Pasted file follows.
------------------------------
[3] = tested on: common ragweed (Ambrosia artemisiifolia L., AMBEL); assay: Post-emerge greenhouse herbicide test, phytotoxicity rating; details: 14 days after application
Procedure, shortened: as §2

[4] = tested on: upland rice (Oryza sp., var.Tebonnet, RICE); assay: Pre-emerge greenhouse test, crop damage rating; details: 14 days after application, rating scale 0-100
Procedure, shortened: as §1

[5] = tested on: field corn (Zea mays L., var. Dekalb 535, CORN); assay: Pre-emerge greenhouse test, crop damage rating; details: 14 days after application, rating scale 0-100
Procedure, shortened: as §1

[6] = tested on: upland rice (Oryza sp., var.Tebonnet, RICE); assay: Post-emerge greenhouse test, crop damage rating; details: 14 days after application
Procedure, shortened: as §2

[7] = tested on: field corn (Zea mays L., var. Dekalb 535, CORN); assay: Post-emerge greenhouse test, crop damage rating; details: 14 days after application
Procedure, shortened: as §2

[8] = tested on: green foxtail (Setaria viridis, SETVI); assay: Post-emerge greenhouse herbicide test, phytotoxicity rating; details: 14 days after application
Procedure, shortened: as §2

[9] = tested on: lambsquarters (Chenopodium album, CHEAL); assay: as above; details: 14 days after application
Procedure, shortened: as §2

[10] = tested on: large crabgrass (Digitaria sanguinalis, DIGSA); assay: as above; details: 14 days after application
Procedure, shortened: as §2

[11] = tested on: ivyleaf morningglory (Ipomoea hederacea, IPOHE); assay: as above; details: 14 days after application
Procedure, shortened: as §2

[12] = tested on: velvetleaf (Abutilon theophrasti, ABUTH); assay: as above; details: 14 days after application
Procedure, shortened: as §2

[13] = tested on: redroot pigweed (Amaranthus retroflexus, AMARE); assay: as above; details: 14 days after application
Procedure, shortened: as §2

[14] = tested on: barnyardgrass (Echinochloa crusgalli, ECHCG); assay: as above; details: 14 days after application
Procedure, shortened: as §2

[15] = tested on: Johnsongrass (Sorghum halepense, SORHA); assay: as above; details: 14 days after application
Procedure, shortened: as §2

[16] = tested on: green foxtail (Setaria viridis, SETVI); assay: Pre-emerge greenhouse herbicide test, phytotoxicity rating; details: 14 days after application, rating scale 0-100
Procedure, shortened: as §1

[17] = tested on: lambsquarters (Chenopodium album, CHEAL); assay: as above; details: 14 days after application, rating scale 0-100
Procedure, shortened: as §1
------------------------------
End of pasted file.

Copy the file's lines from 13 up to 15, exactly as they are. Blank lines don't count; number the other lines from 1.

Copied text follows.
[9] = tested on: lambsquarters (Chenopodium album, CHEAL); assay: as above; details: 14 days after application
Procedure, shortened: as §2

[10] = tested on: large crabgrass (Digitaria sanguinalis, DIGSA); assay: as above; details: 14 days after application